The relationship between stress, inflammation, disease and politics is highly complicated, but is clearly very important – and it is beginning to be mapped out in a way that is already leading to new and better therapies. Some are psychosocial, some are nutritional and in the wings, Big Pharma is getting ready to launch a new group of synthetic and probably toxic anti-stress drugs. Pick your poison, sit back and relax.
Psychological stress, if sustained or severe, and especially in early life, creates hormonal and neurological changes in the body that predispose to chronic inflammation. This in turn lays the foundations for mental illness such as depression and schizophrenia, and for somatic diseases such as asthma and coronary artery disease.
Let’s start with the stress hormone cortisol. In this a maze of connections, we have to start somewhere …
One of the body’s responses to stress is to produce increased levels of cortisol, a steroid hormone made in the adrenal glands. Cortisol is very positive in the short term, helping among other things to regulate blood sugar, reduce inflammation and assist with memory formation; but if levels of the hormone are too high for too long, it turns ugly. Now it impairs memory formation, damages the brain, immune system and other tissues, and amplifies inflammatory responses. This is because if cortisol is present in excess, many cells in the body including immune cells become desensitised to it (1). In this situation a normally anti-inflammatory component has effectively been removed, and the body loses its ability to modulate the inflammatory response effectively. This explains why stress accelerates the progress of disease (ie 2), and conversely social support (which is profoundly de-stressing) slows disease and can enable recovery (3, 10).
Stress-induced immune dysregulation and increased inflammation (1-3) manifests in various ways, all of them negative.
For example, the immune dysregulation and inflammation caused by chronic stress reduce resistance to infection (8-10). They almost certainly increase the risk of cancer too (9, 11, 12); although in the latter case, the evidence implicates the other stress hormone, epinephrine.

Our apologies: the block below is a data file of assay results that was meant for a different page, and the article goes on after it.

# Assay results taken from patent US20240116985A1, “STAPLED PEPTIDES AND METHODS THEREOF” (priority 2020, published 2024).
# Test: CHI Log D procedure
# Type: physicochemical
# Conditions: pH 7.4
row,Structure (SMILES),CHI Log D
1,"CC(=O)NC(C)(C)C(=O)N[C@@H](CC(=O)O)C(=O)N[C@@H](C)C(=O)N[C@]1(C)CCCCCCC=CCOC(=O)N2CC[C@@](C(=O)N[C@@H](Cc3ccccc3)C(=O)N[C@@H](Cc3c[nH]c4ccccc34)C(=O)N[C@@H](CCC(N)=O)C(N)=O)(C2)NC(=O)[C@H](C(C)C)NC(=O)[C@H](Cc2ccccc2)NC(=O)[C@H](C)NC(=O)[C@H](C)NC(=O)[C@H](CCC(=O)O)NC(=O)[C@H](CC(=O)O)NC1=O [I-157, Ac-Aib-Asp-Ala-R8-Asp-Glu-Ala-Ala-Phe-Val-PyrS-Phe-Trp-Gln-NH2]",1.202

In the brain and specifically in the hippocampus, chronic stress causes hippocampal inflammation and loss of neural plasticity (responsiveness), twin pathologies that cause depression and memory loss (4). The loss of neural plasticity (ie loss of the ability to form new connections in the brain) probably plays a role in the repetitive thinking that characterises depression and other conditions such as OCD. Translating back to the real world, these pathologies develop after repeated social defeat, a sequence of stressful events such as occur in an abusive relationship or workplace, or in a war zone (4).
Children seem to be particularly vulnerable, with a body of evidence linking early life adversity with chronic inflammation, semi-permanent structural and functional changes in the brain (5, 6) and increased risk of many illnesses from heart disease to schizophrenia (ie 7).
Not all children are the same, however. Some show more resilience then others; they are able to cope better with adversity, they bounce back faster and show less long-term damage. Some of this is probably genetic, but it seems that much of it is learned.
Psychological resilience is generally fostered by environmental and caregiving conditions during childhood that are loving, emotionally responsive, consistent, and reliable (13). Children raised in this way are tougher, more adaptable, better at surviving and thriving in new and unknown environments; as are older subjects who, later in life, have and maintain good social support (14). These individuals have spontaneously learned how to activate a part of their brains called the ventral tegmental area or VTA (see below).